taste cumbria christmas cockermouth

Taste Cumbria

taste cumbria

Taste Cumbria

UPDATE: Noon, Saturday, December 7

The Lake District's Premier Christmas Food Festival
7 & 8 December 2019

We’re hugely disappointed to announce we have been forced to cancel day two of Taste Cumbria in Cockermouth tomorrow (Sunday, December 8 2019).

The Met Office is predicting very strong gusts of wind and we cannot risk the safety of our visitors, traders and the town’s businesses.

We never take such a decision lightly and we hate to have to do this but the wellbeing of all involved is always our most important consideration. We are so sorry to disappoint anyone who was planning to visit the event tomorrow.

We are aiming to keep the market open on Main Street until 3pm today, Saturday, weather permitting. Don’t forget the FREE concert with Rosehill on the Road at Jennings Brewery from 4pm today (Saturday) – the Cooperage Bar is open!

Thank you to everyone who came along today (Saturday) – the shoppers, the stallholders and their staff – and to the fabulous businesses all around this lovely town who support us so brilliantly at every event we hold. See you back in Cockermouth in September 2020!

Eat, drink and be merry! Taste Cumbria Christmas returns to Allerdale this December to showcase some of Cumbria’s finest produce.

Held in the pretty market town of Cockermouth, the festival brings together over 50 artisan food and drink producers with a covered live music space, kids activities and much more.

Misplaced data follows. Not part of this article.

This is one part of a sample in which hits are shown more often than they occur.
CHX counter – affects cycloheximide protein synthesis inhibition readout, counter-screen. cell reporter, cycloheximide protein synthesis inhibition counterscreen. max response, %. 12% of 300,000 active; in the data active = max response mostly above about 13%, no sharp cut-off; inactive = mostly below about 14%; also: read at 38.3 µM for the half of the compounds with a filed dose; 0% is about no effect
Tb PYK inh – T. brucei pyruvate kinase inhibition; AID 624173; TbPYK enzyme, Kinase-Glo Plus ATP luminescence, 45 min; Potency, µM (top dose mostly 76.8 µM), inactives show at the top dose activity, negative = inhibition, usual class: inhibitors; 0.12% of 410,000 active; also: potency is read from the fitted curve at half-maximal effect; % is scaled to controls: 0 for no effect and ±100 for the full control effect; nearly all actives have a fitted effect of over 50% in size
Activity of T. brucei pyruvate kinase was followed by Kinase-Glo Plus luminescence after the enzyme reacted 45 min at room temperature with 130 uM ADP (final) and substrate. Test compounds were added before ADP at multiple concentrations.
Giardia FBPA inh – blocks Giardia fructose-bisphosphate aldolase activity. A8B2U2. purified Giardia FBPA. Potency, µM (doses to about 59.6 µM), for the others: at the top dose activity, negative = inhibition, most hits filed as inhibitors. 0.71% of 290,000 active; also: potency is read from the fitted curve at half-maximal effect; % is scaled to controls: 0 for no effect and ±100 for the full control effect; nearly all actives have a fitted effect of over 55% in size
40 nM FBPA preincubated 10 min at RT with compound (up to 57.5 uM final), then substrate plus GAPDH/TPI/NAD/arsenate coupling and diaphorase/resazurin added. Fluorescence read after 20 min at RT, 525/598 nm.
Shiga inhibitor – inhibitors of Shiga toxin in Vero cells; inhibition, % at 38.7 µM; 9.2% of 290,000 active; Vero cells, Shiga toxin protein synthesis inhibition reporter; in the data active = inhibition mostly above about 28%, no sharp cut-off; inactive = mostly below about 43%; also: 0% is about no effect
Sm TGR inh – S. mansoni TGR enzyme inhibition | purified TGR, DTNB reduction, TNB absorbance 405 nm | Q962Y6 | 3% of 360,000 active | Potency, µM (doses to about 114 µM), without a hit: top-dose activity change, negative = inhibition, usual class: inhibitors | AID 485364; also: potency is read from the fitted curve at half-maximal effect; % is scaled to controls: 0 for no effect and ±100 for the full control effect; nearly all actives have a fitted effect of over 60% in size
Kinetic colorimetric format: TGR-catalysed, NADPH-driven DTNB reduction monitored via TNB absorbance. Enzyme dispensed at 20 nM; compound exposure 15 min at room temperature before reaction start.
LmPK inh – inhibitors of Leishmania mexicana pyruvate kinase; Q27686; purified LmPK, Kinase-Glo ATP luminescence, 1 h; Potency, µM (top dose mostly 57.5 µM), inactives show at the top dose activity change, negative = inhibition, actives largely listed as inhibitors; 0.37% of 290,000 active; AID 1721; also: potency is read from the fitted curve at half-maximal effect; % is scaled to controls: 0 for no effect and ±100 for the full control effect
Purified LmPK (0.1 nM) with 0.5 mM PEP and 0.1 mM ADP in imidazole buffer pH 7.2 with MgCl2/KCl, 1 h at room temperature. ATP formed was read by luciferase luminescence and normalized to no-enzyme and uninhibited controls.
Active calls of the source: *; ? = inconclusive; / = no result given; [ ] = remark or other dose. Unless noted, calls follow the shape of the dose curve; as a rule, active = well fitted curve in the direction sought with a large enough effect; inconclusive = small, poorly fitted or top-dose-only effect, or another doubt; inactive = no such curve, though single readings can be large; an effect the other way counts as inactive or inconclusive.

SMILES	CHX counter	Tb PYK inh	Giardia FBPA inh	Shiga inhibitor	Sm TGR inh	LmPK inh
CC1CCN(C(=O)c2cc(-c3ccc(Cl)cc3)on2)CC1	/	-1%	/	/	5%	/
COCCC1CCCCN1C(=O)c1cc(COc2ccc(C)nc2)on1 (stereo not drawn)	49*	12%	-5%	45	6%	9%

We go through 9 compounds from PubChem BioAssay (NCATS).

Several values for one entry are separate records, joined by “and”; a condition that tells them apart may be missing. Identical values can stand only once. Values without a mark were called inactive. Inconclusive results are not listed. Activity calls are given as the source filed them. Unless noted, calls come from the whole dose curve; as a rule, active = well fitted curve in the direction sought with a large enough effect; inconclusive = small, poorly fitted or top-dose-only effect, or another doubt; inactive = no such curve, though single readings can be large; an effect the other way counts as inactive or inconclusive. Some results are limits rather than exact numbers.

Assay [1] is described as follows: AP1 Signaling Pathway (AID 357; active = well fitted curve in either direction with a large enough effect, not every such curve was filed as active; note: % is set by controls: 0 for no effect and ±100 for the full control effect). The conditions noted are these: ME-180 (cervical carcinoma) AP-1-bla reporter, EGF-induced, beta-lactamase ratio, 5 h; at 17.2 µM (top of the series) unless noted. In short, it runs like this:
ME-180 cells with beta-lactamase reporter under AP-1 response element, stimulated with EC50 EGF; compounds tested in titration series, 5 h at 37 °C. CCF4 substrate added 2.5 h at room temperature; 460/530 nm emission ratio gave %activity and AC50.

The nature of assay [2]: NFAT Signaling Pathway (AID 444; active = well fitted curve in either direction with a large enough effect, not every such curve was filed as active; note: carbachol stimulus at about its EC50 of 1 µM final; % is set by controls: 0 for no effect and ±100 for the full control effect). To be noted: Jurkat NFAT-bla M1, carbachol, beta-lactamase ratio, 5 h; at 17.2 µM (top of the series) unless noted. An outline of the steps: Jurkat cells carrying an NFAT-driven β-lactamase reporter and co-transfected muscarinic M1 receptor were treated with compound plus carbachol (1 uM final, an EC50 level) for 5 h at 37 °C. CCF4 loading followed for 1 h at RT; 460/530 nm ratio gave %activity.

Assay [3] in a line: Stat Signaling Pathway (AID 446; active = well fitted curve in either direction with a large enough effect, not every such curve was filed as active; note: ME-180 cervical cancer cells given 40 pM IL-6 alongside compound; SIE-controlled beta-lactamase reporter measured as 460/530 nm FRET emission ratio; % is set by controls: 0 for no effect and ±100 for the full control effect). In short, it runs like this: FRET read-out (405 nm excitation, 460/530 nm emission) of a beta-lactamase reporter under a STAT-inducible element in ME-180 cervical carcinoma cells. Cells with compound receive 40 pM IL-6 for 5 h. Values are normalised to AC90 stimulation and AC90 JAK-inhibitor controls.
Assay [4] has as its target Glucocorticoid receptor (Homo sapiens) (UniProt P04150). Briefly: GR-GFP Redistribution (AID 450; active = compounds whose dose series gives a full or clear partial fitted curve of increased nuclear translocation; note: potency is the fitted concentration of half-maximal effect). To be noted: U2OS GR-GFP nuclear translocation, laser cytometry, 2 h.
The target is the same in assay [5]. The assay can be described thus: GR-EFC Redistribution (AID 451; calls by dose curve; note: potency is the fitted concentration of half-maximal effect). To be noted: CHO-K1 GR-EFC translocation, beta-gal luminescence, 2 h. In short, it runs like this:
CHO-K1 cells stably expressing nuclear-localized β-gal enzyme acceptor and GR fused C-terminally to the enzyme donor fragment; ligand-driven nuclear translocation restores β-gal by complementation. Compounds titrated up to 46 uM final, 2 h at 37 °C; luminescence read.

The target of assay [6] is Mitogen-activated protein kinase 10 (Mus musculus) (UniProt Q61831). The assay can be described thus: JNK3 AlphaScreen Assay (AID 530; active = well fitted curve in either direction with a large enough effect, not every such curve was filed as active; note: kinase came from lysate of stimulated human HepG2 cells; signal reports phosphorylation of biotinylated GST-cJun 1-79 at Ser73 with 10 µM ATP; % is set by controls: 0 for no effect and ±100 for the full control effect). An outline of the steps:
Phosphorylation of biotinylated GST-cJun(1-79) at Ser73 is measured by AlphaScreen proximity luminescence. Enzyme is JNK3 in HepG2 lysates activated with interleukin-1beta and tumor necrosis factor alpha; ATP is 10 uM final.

Not only does Taste Cumbria Christmas give you the chance to try out some fantastic local produce, but it’s the perfect opportunity to get some Christmas shopping done in Cockermouth’s great range of independent shops.

This year we are working with Cockermouth Chamber of Trade to extend the opening hours of both the local shops and the market. In addition to the usual producers market, there will be a festive bar from Jennings Brewery, entertainment throughout the day, Christmas themed cooking demos and craft workshops and free children’s activities in the Vicky with Rainbow Jelly Productions.

Festive lighting will light the market into the hours of darkness and from 4pm on the Saturday, a free concert including a Christmas sing-a-long in association with ‘Rosehill on the road’ will take place on Main Street.

Opening hours for the event are:

  • Saturday 7 Dec: 11am to 7pm
  • Sunday 8 Dec: 10am to 4pm

To book a stall at the 2019 Taste Cumbria Christmas event in Cockermouth please click here.

Cockermouth is in a beautiful part of Allerdale, just a few miles from the visual splendor of the Lake District. It’s a perfect place to have an amazing weekend with Taste Cumbria Christmas at the heart of your break.

Coming to Cockermouth for the 2019 Taste Cumbria Christmas Festival?
Here are a few other things you could do while you’re in town.

Taste Cumbria family fun